Stew of quick duck confit and fresh fava beans

Time 1 hour
Yields Serves 6
Stew of quick duck confit and fresh fava beans
(Lawrence K. Ho / Los Angeles Times)

About 4 to 5 hours before serving, remove the duck confit from the refrigerator. Shuck the fava beans and discard the pods. Drop into boiling water; allow the water to return to a boil and drain the favas. Rinse under cool water; peel off the skins. Cool, wrap in plastic, and refrigerate.


About 1 to 2 hours before serving, scrape off any congealed fat from the duck confit. Place the duck skin-side up in a 12-inch nonstick skillet; cover and fry over medium heat until lightly browned and crisp, about 5 minutes. Drain on paper towels. Carefully remove the duck skin and return it to the skillet to render any remaining fat. Drain the skin. Remove all but 1 tablespoon of the fat from the skillet. Cover the duck and skin with foil to prevent drying out.


Add the shallots and salt pork to the skillet. Cover and cook over low heat for 5 minutes. Uncover and continue cooking until the pork and shallots are light brown around the edges. Add the artichoke slices, fennel and sugar and cook 2 minutes, stirring. Over high heat, deglaze with one-fourth cup of water and reduce slightly. Remove from the heat. (Recipe can be made to this point 1 to 2 hours ahead. Set the skillet, uncovered, in a cool place.)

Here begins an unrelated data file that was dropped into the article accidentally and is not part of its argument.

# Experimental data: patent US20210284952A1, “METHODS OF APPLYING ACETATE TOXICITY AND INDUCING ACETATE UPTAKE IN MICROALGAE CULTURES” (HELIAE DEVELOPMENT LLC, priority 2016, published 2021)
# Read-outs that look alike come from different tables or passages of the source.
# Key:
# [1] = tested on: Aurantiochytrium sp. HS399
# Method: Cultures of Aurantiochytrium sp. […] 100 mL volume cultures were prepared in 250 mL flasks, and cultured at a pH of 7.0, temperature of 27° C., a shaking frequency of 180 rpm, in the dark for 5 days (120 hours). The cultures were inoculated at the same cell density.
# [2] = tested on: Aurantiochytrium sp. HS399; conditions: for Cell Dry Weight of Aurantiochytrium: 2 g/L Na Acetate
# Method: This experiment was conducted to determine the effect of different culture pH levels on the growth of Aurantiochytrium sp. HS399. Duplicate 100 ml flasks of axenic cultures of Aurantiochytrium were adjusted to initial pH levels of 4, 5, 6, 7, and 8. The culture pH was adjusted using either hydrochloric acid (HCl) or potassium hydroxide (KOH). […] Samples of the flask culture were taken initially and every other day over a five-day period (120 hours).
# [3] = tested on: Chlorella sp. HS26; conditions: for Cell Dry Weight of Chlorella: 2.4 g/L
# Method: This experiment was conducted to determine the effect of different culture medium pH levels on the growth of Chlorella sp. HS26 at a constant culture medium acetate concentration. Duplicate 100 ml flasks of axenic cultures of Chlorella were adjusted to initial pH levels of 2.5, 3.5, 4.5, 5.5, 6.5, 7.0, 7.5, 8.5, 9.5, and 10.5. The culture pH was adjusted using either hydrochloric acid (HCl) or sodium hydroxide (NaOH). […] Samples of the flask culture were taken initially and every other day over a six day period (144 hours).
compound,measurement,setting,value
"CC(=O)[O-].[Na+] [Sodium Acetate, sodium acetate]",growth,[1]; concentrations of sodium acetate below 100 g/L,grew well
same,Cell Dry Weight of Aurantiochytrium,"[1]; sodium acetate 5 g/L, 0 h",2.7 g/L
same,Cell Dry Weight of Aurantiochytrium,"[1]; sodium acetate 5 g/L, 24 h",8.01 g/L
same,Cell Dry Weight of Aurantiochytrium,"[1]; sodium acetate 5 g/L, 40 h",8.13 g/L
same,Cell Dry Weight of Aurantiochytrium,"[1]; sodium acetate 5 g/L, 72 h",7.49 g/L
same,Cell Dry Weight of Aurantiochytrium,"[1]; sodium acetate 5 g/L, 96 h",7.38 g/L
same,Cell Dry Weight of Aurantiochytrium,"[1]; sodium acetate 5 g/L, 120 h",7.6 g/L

About 10 minutes before serving, preheat the broiler. Meanwhile, add the stock and favas to the skillet and bring to a boil. Cover tightly, reduce the heat and cook until the favas are fully cooked, 4 to 5 minutes. Salt and pepper to taste.


Put the duck on a broiler pan. Replace the skin on each piece, crisp-side up and dab with the oil. Heat the duck under the broiler and crisp the skin, about 1 to 1 1/2 minutes. Arrange in a deep, warm serving dish and pour the favas over. Sprinkle with the parsley and thyme. Serve at once.

Adapted from “Paula Wolfert’s World of Food.”.

Russ Parsons is a former food writer and columnist at the Los Angeles Times.
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